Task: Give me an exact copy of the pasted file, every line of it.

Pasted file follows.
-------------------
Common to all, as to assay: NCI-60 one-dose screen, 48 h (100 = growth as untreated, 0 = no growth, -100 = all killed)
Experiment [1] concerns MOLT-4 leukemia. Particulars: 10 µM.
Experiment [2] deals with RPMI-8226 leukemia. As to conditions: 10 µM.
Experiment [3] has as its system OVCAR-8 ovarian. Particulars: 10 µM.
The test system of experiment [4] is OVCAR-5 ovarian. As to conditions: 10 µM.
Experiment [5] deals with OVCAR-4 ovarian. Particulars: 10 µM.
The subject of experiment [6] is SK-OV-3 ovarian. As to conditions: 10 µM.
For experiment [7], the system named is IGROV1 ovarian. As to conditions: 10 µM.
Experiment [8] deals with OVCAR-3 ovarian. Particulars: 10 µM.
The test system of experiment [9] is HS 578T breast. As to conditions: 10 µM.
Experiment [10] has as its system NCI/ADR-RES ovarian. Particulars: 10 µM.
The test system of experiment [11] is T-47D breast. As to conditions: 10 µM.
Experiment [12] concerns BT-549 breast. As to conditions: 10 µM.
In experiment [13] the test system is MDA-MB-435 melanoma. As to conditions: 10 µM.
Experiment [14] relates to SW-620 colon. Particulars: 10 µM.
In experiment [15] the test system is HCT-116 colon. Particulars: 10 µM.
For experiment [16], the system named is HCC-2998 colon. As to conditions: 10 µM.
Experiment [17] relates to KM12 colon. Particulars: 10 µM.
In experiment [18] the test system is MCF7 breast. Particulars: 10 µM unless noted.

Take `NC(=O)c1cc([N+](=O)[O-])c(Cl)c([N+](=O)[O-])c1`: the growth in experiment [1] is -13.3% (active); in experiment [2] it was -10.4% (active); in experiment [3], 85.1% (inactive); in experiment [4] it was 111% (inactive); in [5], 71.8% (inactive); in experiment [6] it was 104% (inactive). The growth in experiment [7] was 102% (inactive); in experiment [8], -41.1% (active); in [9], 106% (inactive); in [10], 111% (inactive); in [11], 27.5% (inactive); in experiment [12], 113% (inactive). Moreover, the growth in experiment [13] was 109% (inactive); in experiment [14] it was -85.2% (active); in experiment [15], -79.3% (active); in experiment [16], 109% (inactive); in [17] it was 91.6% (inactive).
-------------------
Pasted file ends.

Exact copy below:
Common to all, as to assay: NCI-60 one-dose screen, 48 h (100 = growth as untreated, 0 = no growth, -100 = all killed)
Experiment [1] concerns MOLT-4 leukemia. Particulars: 10 µM.
Experiment [2] deals with RPMI-8226 leukemia. As to conditions: 10 µM.
Experiment [3] has as its system OVCAR-8 ovarian. Particulars: 10 µM.
The test system of experiment [4] is OVCAR-5 ovarian. As to conditions: 10 µM.
Experiment [5] deals with OVCAR-4 ovarian. Particulars: 10 µM.
The subject of experiment [6] is SK-OV-3 ovarian. As to conditions: 10 µM.
For experiment [7], the system named is IGROV1 ovarian. As to conditions: 10 µM.
Experiment [8] deals with OVCAR-3 ovarian. Particulars: 10 µM.
The test system of experiment [9] is HS 578T breast. As to conditions: 10 µM.
Experiment [10] has as its system NCI/ADR-RES ovarian. Particulars: 10 µM.
The test system of experiment [11] is T-47D breast. As to conditions: 10 µM.
Experiment [12] concerns BT-549 breast. As to conditions: 10 µM.
In experiment [13] the test system is MDA-MB-435 melanoma. As to conditions: 10 µM.
Experiment [14] relates to SW-620 colon. Particulars: 10 µM.
In experiment [15] the test system is HCT-116 colon. Particulars: 10 µM.
For experiment [16], the system named is HCC-2998 colon. As to conditions: 10 µM.
Experiment [17] relates to KM12 colon. Particulars: 10 µM.
In experiment [18] the test system is MCF7 breast. Particulars: 10 µM unless noted.

Take `NC(=O)c1cc([N+](=O)[O-])c(Cl)c([N+](=O)[O-])c1`: the growth in experiment [1] is -13.3% (active); in experiment [2] it was -10.4% (active); in experiment [3], 85.1% (inactive); in experiment [4] it was 111% (inactive); in [5], 71.8% (inactive); in experiment [6] it was 104% (inactive). The growth in experiment [7] was 102% (inactive); in experiment [8], -41.1% (active); in [9], 106% (inactive); in [10], 111% (inactive); in [11], 27.5% (inactive); in experiment [12], 113% (inactive). Moreover, the growth in experiment [13] was 109% (inactive); in experiment [14] it was -85.2% (active); in experiment [15], -79.3% (active); in experiment [16], 109% (inactive); in [17] it was 91.6% (inactive).